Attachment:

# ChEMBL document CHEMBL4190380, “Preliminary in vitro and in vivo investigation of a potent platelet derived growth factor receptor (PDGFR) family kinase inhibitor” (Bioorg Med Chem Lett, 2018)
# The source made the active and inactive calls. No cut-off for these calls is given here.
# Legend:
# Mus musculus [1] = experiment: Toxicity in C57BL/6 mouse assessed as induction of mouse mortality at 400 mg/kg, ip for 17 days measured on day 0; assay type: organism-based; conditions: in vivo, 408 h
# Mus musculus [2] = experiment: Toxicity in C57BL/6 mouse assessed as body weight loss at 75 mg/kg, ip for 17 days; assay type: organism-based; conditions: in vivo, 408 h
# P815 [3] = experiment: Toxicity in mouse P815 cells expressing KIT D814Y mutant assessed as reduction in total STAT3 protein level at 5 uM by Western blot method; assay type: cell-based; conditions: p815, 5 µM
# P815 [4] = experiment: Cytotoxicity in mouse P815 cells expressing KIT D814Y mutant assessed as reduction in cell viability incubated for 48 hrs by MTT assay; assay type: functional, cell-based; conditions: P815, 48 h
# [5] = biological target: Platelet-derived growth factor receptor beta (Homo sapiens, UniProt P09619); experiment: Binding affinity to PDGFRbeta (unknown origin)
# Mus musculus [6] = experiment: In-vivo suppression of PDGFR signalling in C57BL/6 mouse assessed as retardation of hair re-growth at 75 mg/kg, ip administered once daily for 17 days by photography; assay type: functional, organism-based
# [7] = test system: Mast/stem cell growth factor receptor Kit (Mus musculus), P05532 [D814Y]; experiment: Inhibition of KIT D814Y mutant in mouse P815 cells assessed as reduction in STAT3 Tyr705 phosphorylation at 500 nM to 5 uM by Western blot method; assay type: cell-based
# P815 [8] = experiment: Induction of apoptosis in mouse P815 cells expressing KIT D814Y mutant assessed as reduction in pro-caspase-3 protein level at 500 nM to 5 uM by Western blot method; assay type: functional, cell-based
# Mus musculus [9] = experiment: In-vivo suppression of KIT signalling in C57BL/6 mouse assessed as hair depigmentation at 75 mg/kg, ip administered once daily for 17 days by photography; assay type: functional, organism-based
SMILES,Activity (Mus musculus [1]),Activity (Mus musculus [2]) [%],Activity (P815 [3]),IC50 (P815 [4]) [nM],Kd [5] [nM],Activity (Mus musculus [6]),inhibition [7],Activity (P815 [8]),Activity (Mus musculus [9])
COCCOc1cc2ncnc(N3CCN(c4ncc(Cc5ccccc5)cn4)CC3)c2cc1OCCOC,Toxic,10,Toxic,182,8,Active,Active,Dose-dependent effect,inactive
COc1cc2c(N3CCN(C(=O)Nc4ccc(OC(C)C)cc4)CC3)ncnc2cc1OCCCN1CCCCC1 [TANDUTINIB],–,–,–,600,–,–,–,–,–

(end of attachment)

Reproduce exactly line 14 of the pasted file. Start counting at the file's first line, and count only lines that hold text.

COCCOc1cc2ncnc(N3CCN(c4ncc(Cc5ccccc5)cn4)CC3)c2cc1OCCOC,Toxic,10,Toxic,182,8,Active,Active,Dose-dependent effect,inactive